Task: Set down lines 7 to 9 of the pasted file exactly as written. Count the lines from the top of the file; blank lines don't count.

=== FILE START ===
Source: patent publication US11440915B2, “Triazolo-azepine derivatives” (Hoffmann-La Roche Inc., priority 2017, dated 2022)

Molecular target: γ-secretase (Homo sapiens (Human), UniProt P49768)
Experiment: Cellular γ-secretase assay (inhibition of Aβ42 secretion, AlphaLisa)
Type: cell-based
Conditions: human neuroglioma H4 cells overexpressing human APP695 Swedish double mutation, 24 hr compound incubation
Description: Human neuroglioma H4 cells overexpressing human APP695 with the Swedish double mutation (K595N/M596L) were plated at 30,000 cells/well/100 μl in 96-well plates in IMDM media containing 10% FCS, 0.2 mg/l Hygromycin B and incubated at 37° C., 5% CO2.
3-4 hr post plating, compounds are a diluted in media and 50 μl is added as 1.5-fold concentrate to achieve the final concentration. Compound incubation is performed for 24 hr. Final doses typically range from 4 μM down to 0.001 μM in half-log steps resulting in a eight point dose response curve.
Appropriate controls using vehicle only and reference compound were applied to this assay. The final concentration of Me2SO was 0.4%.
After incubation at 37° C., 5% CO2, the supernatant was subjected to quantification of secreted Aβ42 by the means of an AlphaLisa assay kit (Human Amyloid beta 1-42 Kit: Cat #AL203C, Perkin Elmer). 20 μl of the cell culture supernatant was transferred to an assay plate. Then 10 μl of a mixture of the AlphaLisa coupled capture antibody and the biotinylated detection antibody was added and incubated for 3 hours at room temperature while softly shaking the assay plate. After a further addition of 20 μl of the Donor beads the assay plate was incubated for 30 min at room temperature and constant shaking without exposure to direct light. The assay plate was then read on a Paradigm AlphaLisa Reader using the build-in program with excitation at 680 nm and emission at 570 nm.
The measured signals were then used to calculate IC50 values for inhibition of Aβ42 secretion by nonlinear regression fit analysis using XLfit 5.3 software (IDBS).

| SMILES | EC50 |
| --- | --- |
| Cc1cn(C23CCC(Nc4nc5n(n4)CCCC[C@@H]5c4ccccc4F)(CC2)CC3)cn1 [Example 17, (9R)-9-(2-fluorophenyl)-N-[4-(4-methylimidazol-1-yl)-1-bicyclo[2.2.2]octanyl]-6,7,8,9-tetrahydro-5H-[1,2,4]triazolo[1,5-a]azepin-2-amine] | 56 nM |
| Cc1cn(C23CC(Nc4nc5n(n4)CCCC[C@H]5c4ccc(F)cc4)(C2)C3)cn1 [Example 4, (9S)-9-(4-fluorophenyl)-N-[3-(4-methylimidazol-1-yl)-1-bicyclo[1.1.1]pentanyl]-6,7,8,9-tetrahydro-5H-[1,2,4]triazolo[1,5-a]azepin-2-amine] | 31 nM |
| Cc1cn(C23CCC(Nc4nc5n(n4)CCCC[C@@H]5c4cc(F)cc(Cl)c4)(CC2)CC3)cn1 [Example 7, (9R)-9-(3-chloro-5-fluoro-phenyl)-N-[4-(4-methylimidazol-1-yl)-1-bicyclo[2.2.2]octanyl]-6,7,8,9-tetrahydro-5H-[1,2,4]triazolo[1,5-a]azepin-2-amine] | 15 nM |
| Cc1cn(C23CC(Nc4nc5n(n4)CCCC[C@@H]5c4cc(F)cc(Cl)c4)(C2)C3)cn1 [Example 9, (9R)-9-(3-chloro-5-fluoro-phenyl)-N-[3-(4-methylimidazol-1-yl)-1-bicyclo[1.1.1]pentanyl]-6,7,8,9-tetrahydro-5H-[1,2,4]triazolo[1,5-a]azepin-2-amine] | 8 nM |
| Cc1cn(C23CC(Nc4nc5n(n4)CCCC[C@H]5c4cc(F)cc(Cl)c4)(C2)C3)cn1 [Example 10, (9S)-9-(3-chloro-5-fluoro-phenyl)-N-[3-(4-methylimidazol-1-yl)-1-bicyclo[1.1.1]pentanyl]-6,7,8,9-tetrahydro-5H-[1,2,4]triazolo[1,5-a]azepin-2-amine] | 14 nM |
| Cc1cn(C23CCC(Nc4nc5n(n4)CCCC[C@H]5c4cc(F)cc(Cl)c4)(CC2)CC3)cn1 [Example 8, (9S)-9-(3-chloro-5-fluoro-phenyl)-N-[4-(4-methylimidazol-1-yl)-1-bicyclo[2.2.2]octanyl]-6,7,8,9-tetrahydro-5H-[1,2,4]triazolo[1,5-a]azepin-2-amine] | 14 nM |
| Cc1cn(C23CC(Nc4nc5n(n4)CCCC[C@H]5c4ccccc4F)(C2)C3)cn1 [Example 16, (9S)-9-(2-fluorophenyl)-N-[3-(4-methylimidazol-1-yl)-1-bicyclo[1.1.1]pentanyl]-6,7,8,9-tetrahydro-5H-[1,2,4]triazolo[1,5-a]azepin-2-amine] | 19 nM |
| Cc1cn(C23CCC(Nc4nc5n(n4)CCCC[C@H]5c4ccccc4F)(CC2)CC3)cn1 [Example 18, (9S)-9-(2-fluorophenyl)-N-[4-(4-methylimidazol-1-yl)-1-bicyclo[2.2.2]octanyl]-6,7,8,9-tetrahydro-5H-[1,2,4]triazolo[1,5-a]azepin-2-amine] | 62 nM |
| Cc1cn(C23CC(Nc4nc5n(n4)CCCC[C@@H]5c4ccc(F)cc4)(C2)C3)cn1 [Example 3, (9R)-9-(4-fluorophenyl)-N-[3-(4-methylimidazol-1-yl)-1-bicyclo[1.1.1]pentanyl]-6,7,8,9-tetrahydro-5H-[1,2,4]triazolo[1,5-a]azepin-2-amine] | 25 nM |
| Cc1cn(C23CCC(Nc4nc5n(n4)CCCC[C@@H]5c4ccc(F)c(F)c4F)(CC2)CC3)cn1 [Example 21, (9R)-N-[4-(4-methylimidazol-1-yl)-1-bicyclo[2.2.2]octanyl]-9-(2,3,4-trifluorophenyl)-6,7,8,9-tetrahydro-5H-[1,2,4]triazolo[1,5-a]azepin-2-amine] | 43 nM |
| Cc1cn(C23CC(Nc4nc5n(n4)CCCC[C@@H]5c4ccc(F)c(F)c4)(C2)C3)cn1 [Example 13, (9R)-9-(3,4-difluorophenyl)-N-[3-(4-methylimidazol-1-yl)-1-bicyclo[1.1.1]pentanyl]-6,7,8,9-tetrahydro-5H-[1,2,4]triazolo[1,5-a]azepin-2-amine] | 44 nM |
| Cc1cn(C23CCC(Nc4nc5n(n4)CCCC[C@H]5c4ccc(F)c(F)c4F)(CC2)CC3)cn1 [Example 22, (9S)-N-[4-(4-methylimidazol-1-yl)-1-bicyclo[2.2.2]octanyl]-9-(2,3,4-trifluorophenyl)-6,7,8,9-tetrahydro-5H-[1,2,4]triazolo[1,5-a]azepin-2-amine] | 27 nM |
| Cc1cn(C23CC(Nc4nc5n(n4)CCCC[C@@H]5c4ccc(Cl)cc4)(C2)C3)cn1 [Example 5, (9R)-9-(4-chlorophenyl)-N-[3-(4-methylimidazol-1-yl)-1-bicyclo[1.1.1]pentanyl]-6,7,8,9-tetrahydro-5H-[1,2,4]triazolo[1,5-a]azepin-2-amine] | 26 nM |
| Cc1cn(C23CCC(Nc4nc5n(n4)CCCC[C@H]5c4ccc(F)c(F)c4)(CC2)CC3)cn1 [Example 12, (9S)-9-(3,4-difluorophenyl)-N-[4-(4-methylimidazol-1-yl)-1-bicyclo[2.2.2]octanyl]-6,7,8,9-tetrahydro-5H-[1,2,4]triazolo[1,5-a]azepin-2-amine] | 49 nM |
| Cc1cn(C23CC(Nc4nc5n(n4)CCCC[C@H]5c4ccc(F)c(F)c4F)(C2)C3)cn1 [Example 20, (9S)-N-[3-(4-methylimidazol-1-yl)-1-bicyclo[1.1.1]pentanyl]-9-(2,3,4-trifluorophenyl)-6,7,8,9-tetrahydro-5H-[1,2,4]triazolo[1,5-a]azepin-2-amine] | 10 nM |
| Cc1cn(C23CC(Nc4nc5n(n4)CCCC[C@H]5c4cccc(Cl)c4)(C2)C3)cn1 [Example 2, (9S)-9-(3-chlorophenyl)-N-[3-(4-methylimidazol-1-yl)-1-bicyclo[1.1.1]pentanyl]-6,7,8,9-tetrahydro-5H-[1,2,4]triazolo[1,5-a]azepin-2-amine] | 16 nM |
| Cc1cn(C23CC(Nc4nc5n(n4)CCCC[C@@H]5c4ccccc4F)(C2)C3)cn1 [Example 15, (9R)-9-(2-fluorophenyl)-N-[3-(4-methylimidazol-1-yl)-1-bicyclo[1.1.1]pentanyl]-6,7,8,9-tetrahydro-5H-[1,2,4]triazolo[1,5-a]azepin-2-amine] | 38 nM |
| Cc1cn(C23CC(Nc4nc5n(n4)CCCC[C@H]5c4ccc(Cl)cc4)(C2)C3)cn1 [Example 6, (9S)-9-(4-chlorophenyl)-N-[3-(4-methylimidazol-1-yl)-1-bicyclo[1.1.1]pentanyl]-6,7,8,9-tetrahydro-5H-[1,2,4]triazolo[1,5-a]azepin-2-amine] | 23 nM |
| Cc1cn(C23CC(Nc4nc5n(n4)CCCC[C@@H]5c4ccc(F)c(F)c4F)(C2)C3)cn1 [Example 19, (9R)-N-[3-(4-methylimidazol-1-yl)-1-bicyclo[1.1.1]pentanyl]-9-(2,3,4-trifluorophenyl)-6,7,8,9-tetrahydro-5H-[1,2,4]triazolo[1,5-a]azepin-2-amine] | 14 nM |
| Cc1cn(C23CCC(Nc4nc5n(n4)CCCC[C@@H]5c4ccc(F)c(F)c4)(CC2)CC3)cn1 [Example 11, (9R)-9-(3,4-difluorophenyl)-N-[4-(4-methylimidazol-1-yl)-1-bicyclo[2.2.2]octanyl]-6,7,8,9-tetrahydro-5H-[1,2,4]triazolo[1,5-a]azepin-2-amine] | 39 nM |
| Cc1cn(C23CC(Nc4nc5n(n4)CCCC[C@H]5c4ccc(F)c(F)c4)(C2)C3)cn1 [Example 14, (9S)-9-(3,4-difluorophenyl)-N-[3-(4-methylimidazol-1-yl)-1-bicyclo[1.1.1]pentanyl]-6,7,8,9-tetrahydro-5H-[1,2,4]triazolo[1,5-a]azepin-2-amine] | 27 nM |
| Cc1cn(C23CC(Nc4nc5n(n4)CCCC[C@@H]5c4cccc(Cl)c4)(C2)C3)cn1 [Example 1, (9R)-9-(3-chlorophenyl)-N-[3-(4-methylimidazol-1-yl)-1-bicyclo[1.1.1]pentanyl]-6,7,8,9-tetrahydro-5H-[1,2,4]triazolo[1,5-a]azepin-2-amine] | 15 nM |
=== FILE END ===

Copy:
3-4 hr post plating, compounds are a diluted in media and 50 μl is added as 1.5-fold concentrate to achieve the final concentration. Compound incubation is performed for 24 hr. Final doses typically range from 4 μM down to 0.001 μM in half-log steps resulting in a eight point dose response curve.
Appropriate controls using vehicle only and reference compound were applied to this assay. The final concentration of Me2SO was 0.4%.
After incubation at 37° C., 5% CO2, the supernatant was subjected to quantification of secreted Aβ42 by the means of an AlphaLisa assay kit (Human Amyloid beta 1-42 Kit: Cat #AL203C, Perkin Elmer). 20 μl of the cell culture supernatant was transferred to an assay plate. Then 10 μl of a mixture of the AlphaLisa coupled capture antibody and the biotinylated detection antibody was added and incubated for 3 hours at room temperature while softly shaking the assay plate. After a further addition of 20 μl of the Donor beads the assay plate was incubated for 30 min at room temperature and constant shaking without exposure to direct light. The assay plate was then read on a Paradigm AlphaLisa Reader using the build-in program with excitation at 680 nm and emission at 570 nm.